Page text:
Another way to gauge college attainment is to look at the rate of degrees earned at Virginia colleges by region of student origin. Measured as degrees per 100,000 residents, these rates have generally begun to level off in recent years. On average, associate's degrees issued dropped from 222 in 2013 to 217 in 2014 and 2015. Bachelor's degrees rose from 417 in 2014 to 423 in 2015.
In 2015 students from the Southside region again earned the most associate's degrees (341) and the Central region again had the fewest (168). Conversely, the Northern region earned the most bachelor's degrees per 100,000 residents (480), while the Southwest region had the fewest (203).
College Attendance and Persistence
The overall college attendance rate for graduating high school seniors (at both two-year and four-year schools) was 71.9 percent in 2014, up very slightly from 71.8 percent in 2013. The highest rate was again found in the Northern region, where 79.6 percent of seniors went on to enroll in college. The Eastern region had the lowest college attendance rate at 59.6 percent, yet another decline from the 67.2 percent for their 2009 graduates.
Other enrollment patterns are also holding steady: Since 2009, high school graduates in more densely populated regions -- Northern, Central, Hampton Roads -- have been more likely to enroll in 4-year schools; conversely, enrollment in 2-year community colleges has been much higher in more rural regions of the state across the same period, particularly in the Southwest and Southside regions.
For example, although an average of 43.2 percent of Virginia's graduating seniors in 2014 enrolled in a 4-year college within 16 months of their high school graduation, more than half (52.7%) of graduates in the Northern region did so. The lowest 4-year college attendance rates were in the Southwest (21.4%) and Southside (27.4%) regions.
The enrollment rate in 2-year colleges for graduating high school seniors was 28.7 percent statewide in 2014, similar to what it's been since 2009. The Southwest and Southside regions had the highest percentages -- 46.4 and 39.2 percent, respectively -- of students attending a 2-year college program after graduation.
Approximately 66 percent of 2012 Virginia high school graduates who enrolled in a public institution of higher education earned one year of college credit within two years of attending a Virginia public college. This rate is up from 62.3 percent for the 2011 cohort of graduates who enrolled in college -- and finally surpasses the 64.6 percent earning credit in 2008. The highest completion rate was in the Northern region (68.4%); the lowest rate was in the Eastern region (57.5%).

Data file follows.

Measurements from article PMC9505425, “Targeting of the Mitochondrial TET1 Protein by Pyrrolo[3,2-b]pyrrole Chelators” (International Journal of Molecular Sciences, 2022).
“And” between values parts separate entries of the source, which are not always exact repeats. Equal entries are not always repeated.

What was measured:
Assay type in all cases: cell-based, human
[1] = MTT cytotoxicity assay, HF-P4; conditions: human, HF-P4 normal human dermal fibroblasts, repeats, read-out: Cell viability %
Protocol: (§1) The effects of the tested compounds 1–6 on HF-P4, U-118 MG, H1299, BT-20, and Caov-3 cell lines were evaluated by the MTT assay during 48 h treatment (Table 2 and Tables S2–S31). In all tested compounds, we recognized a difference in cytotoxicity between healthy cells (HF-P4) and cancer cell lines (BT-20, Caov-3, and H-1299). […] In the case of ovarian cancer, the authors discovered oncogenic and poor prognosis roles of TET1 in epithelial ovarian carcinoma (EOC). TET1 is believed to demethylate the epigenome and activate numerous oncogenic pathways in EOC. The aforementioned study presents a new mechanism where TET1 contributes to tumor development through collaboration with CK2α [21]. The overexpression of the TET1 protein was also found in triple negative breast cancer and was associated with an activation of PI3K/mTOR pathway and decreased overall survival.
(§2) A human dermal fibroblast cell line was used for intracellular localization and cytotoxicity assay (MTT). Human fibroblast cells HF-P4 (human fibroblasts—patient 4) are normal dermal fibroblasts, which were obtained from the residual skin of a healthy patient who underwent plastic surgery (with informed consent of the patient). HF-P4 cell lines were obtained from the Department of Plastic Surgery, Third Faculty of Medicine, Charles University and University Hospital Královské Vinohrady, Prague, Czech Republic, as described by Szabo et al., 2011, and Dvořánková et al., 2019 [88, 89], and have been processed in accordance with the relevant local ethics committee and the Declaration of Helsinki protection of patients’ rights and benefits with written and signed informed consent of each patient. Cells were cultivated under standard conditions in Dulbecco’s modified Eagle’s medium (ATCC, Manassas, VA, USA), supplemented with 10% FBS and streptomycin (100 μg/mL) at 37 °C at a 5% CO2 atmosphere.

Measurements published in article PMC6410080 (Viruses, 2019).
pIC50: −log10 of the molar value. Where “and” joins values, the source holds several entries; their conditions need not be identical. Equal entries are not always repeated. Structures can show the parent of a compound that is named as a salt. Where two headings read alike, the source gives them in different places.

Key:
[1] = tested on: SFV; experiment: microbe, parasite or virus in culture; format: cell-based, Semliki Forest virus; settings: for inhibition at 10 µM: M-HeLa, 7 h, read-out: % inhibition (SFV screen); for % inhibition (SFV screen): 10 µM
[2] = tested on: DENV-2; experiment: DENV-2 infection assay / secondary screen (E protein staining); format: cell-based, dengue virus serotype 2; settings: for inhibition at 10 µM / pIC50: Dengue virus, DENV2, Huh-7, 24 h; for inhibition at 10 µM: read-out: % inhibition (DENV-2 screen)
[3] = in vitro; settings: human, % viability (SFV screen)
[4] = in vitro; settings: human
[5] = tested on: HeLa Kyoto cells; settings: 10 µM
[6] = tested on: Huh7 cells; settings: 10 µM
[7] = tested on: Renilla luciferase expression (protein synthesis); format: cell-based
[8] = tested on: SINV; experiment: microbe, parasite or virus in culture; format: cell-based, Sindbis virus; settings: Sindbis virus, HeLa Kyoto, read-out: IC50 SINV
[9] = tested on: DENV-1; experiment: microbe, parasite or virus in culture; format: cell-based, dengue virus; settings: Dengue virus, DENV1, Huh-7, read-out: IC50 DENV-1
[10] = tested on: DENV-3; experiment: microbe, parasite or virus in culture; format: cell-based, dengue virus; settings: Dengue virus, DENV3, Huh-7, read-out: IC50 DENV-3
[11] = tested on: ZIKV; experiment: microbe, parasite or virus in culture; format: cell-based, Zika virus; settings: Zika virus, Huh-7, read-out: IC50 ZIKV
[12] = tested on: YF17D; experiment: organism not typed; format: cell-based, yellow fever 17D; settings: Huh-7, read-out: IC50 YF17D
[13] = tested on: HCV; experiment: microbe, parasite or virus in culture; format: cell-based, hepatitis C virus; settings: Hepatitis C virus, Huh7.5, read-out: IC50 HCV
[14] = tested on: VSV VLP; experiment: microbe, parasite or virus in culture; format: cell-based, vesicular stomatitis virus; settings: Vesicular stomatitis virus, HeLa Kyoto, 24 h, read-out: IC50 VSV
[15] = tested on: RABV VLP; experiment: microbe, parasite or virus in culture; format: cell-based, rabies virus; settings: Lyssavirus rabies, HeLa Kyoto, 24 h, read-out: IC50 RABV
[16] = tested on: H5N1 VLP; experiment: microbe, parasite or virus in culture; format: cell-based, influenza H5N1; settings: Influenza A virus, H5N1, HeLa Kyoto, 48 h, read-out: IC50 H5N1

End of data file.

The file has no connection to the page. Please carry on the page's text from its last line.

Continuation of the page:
What Influences College Graduation Rates?
College graduation rates are primarily influenced by three factors: level of student preparation for college; affordability of college and access to financial aid; and institutional efforts at retention.
College enrollment and high school seniors' plans to attend college are also influenced by a variety of factors, including:
- availability of opportunities in the region and in the state
- preparation in high school
- financial cost of higher education
- guidance & career counseling
- family educational background
Costs and Affordability
The affordability of higher education has become a serious concern in recent years, as tuition and other costs have risen markedly since 2000, while average family income has stagnated. Cost increases are largely due to two serious economic recessions and their attendant decreases in public funding of higher education, though swelling college enrollments -- up an average of 32 percent nationally between 2001 and 2011 -- are also a factor.
Virginia is hardly immune from these trends and forces. According to a 2015 report from the State Council for Higher Education in Virginia (SCHEV), the state "currently provides only about half as much support per full-time (FTE) student at public institutions as it did in 2001. Virginia ranked 35th nationwide in state funding per FTE as of 2011-2012, and it has seen average tuition as a share of family income at public four-year institutions rise by 3.9% (slightly above the national average) from 2008 to 2012."
Average costs (in constant dollars) for public 4-year institutions in Virginia have risen 71 percent since FY2004, while costs for 2-year schools increased 51 percent over the same period. National comparisons for FY2014 show that in-state tuition and fees at Virginia institutions ranked the Commonwealth 11th highest at doctoral/research institutions, 6th highest at universities (e.g., James Madison University), and 19th highest at community colleges.